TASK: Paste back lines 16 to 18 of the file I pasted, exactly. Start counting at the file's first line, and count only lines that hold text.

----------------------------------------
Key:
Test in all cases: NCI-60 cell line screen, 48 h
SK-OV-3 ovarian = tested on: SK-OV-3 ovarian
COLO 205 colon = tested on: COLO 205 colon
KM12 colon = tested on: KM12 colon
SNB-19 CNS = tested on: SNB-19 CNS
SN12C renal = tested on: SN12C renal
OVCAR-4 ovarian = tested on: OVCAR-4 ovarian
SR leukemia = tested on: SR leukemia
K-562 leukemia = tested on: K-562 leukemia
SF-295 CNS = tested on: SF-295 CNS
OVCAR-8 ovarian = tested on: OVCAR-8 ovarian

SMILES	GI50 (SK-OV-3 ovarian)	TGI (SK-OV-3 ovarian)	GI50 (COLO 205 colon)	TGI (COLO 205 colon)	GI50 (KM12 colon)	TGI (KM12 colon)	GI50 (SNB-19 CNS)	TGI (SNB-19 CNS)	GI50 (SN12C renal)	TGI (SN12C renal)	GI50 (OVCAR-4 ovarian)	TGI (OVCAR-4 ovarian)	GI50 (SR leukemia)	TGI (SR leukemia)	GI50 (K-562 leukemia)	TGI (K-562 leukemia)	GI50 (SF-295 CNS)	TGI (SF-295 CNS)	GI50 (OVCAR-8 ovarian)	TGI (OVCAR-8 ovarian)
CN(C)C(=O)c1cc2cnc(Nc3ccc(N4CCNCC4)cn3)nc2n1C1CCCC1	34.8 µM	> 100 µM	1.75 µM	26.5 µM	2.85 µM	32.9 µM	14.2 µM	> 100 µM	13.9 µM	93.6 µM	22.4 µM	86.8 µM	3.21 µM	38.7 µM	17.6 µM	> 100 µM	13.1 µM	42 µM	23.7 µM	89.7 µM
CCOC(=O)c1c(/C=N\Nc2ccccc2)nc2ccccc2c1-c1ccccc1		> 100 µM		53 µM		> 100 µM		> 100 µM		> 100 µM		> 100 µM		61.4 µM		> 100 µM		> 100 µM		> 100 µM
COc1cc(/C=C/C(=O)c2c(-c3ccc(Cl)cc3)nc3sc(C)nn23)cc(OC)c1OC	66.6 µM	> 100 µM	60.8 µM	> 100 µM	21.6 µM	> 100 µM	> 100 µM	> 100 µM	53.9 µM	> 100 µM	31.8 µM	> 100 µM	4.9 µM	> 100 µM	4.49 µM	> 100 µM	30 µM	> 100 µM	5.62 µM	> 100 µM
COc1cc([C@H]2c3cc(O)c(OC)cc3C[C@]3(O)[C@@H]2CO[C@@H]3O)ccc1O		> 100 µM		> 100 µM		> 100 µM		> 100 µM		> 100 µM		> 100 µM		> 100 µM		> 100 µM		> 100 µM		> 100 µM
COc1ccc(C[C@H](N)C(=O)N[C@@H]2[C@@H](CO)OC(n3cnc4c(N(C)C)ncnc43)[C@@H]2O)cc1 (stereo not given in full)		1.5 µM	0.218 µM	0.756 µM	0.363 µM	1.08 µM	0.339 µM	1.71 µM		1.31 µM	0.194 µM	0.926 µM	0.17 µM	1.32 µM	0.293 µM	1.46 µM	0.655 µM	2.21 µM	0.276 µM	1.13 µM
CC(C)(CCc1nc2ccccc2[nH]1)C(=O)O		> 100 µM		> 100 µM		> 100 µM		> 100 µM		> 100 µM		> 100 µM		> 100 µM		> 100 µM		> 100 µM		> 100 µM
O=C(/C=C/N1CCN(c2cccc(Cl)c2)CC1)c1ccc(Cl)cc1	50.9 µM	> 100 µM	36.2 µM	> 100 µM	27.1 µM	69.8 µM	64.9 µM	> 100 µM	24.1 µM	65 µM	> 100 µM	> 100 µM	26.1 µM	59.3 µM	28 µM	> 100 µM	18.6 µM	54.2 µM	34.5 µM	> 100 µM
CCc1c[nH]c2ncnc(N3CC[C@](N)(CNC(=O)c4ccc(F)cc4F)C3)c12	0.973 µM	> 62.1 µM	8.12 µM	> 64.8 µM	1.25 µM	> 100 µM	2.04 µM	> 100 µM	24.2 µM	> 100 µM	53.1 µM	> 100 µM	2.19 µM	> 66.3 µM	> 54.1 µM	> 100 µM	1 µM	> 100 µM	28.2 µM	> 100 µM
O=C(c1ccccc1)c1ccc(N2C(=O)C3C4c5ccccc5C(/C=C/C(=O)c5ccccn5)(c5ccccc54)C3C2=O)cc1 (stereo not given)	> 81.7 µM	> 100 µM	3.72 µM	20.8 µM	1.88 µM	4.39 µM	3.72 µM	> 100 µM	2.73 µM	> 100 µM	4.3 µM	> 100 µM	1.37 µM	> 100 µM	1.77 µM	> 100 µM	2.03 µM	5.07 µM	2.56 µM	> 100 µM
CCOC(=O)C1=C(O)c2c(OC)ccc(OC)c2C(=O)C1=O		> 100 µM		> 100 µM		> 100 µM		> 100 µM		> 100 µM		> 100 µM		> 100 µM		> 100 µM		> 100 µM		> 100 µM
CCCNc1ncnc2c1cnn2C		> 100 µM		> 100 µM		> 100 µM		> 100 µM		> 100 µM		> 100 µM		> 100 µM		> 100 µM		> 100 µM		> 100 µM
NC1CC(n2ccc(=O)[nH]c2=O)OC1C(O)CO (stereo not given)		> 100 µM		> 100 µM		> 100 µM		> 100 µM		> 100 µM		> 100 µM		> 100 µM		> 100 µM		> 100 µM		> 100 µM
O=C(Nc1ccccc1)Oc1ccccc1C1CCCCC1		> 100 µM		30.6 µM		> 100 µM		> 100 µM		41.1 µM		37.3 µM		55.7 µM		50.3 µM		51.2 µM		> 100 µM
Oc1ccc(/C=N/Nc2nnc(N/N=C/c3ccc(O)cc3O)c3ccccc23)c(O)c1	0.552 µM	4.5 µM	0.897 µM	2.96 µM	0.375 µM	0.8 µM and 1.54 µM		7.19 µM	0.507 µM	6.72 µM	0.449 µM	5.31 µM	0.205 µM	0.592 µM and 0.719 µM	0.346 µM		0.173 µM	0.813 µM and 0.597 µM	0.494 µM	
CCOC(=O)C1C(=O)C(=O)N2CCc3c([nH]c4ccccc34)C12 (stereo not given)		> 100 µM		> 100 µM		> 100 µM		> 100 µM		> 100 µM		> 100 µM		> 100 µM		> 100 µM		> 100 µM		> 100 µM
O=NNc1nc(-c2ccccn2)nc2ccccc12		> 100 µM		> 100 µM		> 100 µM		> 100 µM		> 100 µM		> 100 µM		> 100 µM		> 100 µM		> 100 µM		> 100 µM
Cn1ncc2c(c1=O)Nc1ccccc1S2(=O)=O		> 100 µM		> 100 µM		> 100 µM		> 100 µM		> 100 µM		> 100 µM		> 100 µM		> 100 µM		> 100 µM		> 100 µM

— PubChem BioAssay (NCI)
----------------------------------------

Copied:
COc1cc(/C=C/C(=O)c2c(-c3ccc(Cl)cc3)nc3sc(C)nn23)cc(OC)c1OC	66.6 µM	> 100 µM	60.8 µM	> 100 µM	21.6 µM	> 100 µM	> 100 µM	> 100 µM	53.9 µM	> 100 µM	31.8 µM	> 100 µM	4.9 µM	> 100 µM	4.49 µM	> 100 µM	30 µM	> 100 µM	5.62 µM	> 100 µM
COc1cc([C@H]2c3cc(O)c(OC)cc3C[C@]3(O)[C@@H]2CO[C@@H]3O)ccc1O		> 100 µM		> 100 µM		> 100 µM		> 100 µM		> 100 µM		> 100 µM		> 100 µM		> 100 µM		> 100 µM		> 100 µM
COc1ccc(C[C@H](N)C(=O)N[C@@H]2[C@@H](CO)OC(n3cnc4c(N(C)C)ncnc43)[C@@H]2O)cc1 (stereo not given in full)		1.5 µM	0.218 µM	0.756 µM	0.363 µM	1.08 µM	0.339 µM	1.71 µM		1.31 µM	0.194 µM	0.926 µM	0.17 µM	1.32 µM	0.293 µM	1.46 µM	0.655 µM	2.21 µM	0.276 µM	1.13 µM